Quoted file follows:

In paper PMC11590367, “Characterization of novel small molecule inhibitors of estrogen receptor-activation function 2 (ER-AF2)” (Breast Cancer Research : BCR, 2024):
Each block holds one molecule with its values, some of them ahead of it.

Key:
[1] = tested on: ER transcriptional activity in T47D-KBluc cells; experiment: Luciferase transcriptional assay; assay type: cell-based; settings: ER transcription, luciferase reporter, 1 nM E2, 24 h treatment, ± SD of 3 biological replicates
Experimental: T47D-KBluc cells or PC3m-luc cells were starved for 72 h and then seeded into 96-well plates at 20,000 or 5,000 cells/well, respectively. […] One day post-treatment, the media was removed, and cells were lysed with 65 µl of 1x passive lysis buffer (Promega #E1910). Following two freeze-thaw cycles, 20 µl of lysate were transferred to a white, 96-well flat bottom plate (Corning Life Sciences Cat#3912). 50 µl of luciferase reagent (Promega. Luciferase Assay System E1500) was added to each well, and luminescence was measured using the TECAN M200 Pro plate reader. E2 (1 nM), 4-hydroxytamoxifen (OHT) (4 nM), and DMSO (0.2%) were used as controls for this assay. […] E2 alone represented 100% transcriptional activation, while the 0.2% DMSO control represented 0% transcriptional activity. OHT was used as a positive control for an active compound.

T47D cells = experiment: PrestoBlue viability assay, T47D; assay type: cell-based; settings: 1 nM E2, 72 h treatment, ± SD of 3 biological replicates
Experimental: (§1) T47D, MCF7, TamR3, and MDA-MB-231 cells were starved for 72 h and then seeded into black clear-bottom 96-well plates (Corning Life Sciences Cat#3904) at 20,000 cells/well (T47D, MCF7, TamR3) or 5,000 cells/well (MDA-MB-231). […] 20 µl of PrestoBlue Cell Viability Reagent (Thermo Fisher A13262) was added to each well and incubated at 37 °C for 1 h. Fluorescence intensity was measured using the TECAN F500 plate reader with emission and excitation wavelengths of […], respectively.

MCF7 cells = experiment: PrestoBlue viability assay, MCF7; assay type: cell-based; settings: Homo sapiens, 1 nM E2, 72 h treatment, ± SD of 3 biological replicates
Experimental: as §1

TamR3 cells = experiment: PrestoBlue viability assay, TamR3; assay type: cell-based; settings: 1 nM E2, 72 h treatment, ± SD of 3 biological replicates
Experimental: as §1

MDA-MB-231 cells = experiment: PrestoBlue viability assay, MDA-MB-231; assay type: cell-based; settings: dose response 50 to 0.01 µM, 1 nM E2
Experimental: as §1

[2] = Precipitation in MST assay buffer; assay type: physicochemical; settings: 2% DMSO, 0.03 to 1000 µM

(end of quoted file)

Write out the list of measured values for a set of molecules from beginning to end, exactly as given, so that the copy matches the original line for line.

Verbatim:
In paper PMC11590367, “Characterization of novel small molecule inhibitors of estrogen receptor-activation function 2 (ER-AF2)” (Breast Cancer Research : BCR, 2024):
Each block holds one molecule with its values, some of them ahead of it.

Key:
[1] = tested on: ER transcriptional activity in T47D-KBluc cells; experiment: Luciferase transcriptional assay; assay type: cell-based; settings: ER transcription, luciferase reporter, 1 nM E2, 24 h treatment, ± SD of 3 biological replicates
Experimental: T47D-KBluc cells or PC3m-luc cells were starved for 72 h and then seeded into 96-well plates at 20,000 or 5,000 cells/well, respectively. […] One day post-treatment, the media was removed, and cells were lysed with 65 µl of 1x passive lysis buffer (Promega #E1910). Following two freeze-thaw cycles, 20 µl of lysate were transferred to a white, 96-well flat bottom plate (Corning Life Sciences Cat#3912). 50 µl of luciferase reagent (Promega. Luciferase Assay System E1500) was added to each well, and luminescence was measured using the TECAN M200 Pro plate reader. E2 (1 nM), 4-hydroxytamoxifen (OHT) (4 nM), and DMSO (0.2%) were used as controls for this assay. […] E2 alone represented 100% transcriptional activation, while the 0.2% DMSO control represented 0% transcriptional activity. OHT was used as a positive control for an active compound.

T47D cells = experiment: PrestoBlue viability assay, T47D; assay type: cell-based; settings: 1 nM E2, 72 h treatment, ± SD of 3 biological replicates
Experimental: (§1) T47D, MCF7, TamR3, and MDA-MB-231 cells were starved for 72 h and then seeded into black clear-bottom 96-well plates (Corning Life Sciences Cat#3904) at 20,000 cells/well (T47D, MCF7, TamR3) or 5,000 cells/well (MDA-MB-231). […] 20 µl of PrestoBlue Cell Viability Reagent (Thermo Fisher A13262) was added to each well and incubated at 37 °C for 1 h. Fluorescence intensity was measured using the TECAN F500 plate reader with emission and excitation wavelengths of […], respectively.

MCF7 cells = experiment: PrestoBlue viability assay, MCF7; assay type: cell-based; settings: Homo sapiens, 1 nM E2, 72 h treatment, ± SD of 3 biological replicates
Experimental: as §1

TamR3 cells = experiment: PrestoBlue viability assay, TamR3; assay type: cell-based; settings: 1 nM E2, 72 h treatment, ± SD of 3 biological replicates
Experimental: as §1

MDA-MB-231 cells = experiment: PrestoBlue viability assay, MDA-MB-231; assay type: cell-based; settings: dose response 50 to 0.01 µM, 1 nM E2
Experimental: as §1

[2] = Precipitation in MST assay buffer; assay type: physicochemical; settings: 2% DMSO, 0.03 to 1000 µM